During the 20th century, airplane design was driven by the mantra of “flying faster and higher.” Starting with the historic first flight of the Wright Flyer on December 17, 1903, aeronautical engineers focused on the design of new airplanes to achieve ever-increasing speeds and altitudes. Just 44 years later, on October 14, 1947, Capt. Chuck Yeager made aviation history by becoming the first to fly faster than the speed of sound; he piloted the Bell X-1, the first of a series of specially designed experimental airplanes – the X- airplanes. When the sonic boom from this flight reverberated across the desert at Muroc Dry Lake in California, it opened a powerful new chapter in the history of the airplane – the age of supersonic flight. By the early 1950s, supersonic airplanes had become the central focus of airplane design. In just a few years, the first airplane capable of cruising at Mach 2, the Lockheed F-104 Starfighter, entered service. Designed by the famous Lockheed Skunk Works under the direction of iconic designer Kelly Johnson, this airplane was a beautiful example of excellent supersonic aerodynamics. It sported a slender and streamlined fuselage with a pointed nose, and a very thin short, stubby wing with a leading edge as sharp as a razor blade – all designed to reduce supersonic wave drag on the airplane. Then, just 20 years later, William “Pete” Knight flew the X-15 hypersonic airplane to a Mach number of 6.7, the fastest speed attained in the X-15. By virtue of this flight, Knight still holds today the world’s speed record in a winged, powered aircraft. The X-15 opened yet a new chapter in the history of the airplane – the age of hypersonic flight. The X-15, however, did not reflect the supersonic aerodynamics seen in the Bell X-1 and the Lockheed F-104. Instead, the X-15 had a wider fuselage with a blunted nose as well as a thicker wing with blunt leading edges – all designed to reduce aerodynamic heating to the vehicle. This is a dramatic departure from good supersonic airplane design, and is a good example of the different problems encountered with hypersonic flight.
The X-15 was born on October 5, 1954, when the National Advisory Committee for Aeronautics decided on the need for a manned hypersonic research airplane. After winning an industry-wide competition, North American Aviation designed and built the X-15. This is the same company that designed the famous P-51 Mustang of World War II, and America’s first swept-wing fighter, the F-86 Sabre of Korean War fame. The first X-15 flight took place on June 8, 1959, when Scott Crossfield, then employed by North American, was strapped into the cockpit. With a long, flattened fuselage, short stubby wings, wedge-shapes for tail surfaces, and a black surface to help radiate away the high temperature generated by aerodynamic heating, the North American X-15 was poised for its first flight. Mounted under the wing of a B-52 jet bomber, on that day the X-15 and Crossfield were carried to an altitude of 11,445 meters (37,550 feet), and then released. This first flight was a gliding flight; the rocket powered flights were to come later. Nevertheless, the X-15 reached a speed of Mach 0.79 on its decent to the desert floor below.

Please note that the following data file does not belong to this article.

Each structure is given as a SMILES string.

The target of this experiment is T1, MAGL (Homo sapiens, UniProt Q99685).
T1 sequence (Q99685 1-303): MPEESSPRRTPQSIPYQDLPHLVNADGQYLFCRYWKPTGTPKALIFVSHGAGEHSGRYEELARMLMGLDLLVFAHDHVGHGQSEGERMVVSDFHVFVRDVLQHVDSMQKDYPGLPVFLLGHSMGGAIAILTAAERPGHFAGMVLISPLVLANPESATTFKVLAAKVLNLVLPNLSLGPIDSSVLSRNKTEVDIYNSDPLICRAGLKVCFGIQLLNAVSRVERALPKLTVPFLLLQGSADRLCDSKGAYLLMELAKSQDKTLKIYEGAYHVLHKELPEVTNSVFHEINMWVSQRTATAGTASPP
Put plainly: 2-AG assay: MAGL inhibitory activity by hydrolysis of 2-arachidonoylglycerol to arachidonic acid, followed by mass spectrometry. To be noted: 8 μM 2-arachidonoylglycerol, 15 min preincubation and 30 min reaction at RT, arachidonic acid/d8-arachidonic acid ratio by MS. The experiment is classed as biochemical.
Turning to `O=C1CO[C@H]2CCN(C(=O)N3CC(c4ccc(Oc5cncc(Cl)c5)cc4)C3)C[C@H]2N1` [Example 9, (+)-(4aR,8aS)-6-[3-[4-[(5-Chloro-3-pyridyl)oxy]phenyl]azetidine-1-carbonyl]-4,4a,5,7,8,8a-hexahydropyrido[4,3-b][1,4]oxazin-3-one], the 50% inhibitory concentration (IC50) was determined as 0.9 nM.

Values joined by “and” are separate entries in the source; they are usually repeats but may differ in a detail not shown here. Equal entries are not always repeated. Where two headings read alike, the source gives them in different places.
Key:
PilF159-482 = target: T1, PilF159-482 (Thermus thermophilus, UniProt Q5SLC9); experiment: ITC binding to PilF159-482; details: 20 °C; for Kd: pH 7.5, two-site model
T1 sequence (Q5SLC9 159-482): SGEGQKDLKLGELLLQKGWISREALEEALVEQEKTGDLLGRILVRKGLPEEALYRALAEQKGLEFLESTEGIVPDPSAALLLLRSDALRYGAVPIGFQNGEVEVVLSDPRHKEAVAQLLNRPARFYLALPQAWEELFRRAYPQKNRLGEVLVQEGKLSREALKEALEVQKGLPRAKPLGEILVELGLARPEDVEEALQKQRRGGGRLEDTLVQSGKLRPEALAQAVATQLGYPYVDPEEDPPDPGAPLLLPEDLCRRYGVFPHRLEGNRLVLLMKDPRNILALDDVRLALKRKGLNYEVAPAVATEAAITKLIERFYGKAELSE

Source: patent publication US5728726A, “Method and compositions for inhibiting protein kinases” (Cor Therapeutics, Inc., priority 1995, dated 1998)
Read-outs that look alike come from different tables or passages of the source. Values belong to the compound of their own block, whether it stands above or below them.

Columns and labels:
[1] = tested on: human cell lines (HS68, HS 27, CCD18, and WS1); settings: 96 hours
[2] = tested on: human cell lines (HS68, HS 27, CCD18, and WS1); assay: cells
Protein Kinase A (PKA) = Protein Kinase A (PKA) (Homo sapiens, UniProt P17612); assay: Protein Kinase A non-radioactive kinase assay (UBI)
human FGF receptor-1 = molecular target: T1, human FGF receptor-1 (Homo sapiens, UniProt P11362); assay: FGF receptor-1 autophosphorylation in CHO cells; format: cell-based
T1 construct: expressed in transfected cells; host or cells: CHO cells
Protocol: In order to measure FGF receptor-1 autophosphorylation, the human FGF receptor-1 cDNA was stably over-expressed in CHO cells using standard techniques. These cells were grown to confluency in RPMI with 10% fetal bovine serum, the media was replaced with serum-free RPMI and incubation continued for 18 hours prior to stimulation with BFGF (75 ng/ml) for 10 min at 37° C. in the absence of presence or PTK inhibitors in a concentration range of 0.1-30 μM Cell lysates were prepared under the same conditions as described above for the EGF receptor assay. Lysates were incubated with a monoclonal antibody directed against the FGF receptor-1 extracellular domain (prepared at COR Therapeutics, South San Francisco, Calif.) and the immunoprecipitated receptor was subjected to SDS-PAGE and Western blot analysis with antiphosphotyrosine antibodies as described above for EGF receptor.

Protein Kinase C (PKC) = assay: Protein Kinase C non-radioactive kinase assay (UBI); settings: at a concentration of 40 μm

This first flight was the beginning of one of the most spectacular test programs of one of the most spectacular airplanes in history. When it ended after 199 test flights, piloted by 12 different test pilots, the X-15 had produced test data in the hypersonic flight regime that would be indispensable to the later design of the space shuttle. The last flight took place on October 24, 1968, when test pilot Bill Dana reached a Mach number of 5.38 and an altitude of 77,724 meters (255,000 feet). This last flight was an example of many of the X-15 tests. The rocket engine had been at 100 percent thrust of 57,000 pounds for 84 seconds, and the whole flight from launch to touchdown had taken a mere 11 minutes and 28 seconds. Ultimately, the highest Mach number of 6.7 achieved by pilot Bill Knight and the and highest altitude of 107,960 meters (354,200 feet) achieved by pilot Joseph Walker are speed and altitude records held by a powered, piloted airplane that still stand today. This explains why the X-15 was important enough that one of the original three now hangs with distinction in the Milestone of Flight gallery of the Smithsonian’s National Air and Space Museum. In this Museum, one can also see the other airplanes mentioned above that represent the path to flying faster and higher – the Wright Flyer, the Bell X-1, and the Lockheed F-104. The X-15 is the natural continuation of the quest for speed and altitude. After 45 years, no other airplane has flown faster and higher, and it has been a museum piece for four decades. That is food for thought.
John Anderson is curator of aerodynamics in the Aeronautics Department of the National Air and Space Museum and co-author of the new book, X-15: The World’s Fastest Rocket Plane and the Pilots Who Ushered in the Space Age.
For more information on the X-15, check out John Anderson’s new book, X-15: The World’s Fastest Rocket Plane and the Pilots Who Ushered in the Space Age.